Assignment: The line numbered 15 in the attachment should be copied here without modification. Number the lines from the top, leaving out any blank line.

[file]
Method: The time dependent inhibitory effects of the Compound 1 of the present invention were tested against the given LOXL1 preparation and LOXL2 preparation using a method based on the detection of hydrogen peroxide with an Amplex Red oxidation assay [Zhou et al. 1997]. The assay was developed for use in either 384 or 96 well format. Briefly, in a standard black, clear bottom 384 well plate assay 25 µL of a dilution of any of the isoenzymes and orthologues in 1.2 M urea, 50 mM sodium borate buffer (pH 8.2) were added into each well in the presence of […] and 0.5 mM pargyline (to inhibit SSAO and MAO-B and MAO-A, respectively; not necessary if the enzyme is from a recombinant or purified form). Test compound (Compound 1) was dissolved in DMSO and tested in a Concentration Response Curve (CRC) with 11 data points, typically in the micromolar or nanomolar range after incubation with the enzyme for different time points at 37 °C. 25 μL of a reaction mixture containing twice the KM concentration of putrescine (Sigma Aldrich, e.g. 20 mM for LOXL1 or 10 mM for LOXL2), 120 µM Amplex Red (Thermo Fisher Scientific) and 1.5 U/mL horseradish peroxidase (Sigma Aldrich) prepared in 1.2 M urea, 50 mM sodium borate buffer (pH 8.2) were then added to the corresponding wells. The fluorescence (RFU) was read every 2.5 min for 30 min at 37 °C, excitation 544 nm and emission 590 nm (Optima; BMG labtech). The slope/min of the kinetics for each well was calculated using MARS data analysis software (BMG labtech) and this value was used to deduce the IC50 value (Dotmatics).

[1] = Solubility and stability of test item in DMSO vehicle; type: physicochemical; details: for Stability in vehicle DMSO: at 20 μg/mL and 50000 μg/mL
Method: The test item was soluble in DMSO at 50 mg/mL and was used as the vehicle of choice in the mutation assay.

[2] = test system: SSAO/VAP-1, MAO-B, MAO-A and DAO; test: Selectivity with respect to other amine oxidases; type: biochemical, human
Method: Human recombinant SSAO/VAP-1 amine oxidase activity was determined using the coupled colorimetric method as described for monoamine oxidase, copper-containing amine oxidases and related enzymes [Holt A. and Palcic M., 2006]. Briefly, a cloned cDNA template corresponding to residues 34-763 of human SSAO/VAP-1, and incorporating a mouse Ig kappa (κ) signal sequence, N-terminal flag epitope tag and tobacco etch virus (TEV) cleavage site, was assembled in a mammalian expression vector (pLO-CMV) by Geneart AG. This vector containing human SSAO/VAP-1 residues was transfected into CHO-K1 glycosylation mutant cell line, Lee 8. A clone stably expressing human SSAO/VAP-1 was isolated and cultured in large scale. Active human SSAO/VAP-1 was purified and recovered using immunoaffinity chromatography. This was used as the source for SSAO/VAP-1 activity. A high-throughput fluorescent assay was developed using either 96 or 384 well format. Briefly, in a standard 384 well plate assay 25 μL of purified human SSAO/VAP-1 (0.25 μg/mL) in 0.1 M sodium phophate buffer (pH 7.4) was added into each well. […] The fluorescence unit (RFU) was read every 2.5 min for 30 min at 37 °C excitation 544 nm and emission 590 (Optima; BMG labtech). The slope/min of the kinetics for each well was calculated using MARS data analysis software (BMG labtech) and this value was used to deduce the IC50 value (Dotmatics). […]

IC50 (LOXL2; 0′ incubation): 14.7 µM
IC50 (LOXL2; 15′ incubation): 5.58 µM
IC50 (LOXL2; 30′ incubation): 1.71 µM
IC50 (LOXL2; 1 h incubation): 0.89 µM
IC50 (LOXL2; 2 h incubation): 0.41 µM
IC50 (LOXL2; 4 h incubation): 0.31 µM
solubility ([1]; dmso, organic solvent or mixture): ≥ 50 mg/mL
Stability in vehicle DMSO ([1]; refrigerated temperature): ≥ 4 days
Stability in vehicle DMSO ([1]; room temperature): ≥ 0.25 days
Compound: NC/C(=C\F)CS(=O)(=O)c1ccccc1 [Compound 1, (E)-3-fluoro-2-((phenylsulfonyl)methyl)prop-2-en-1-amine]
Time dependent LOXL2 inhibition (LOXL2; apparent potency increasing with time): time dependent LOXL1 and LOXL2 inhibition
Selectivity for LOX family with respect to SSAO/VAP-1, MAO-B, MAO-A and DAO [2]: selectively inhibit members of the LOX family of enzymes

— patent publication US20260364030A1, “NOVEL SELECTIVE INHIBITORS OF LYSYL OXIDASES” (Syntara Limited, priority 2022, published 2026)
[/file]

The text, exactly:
Compound: NC/C(=C\F)CS(=O)(=O)c1ccccc1 [Compound 1, (E)-3-fluoro-2-((phenylsulfonyl)methyl)prop-2-en-1-amine]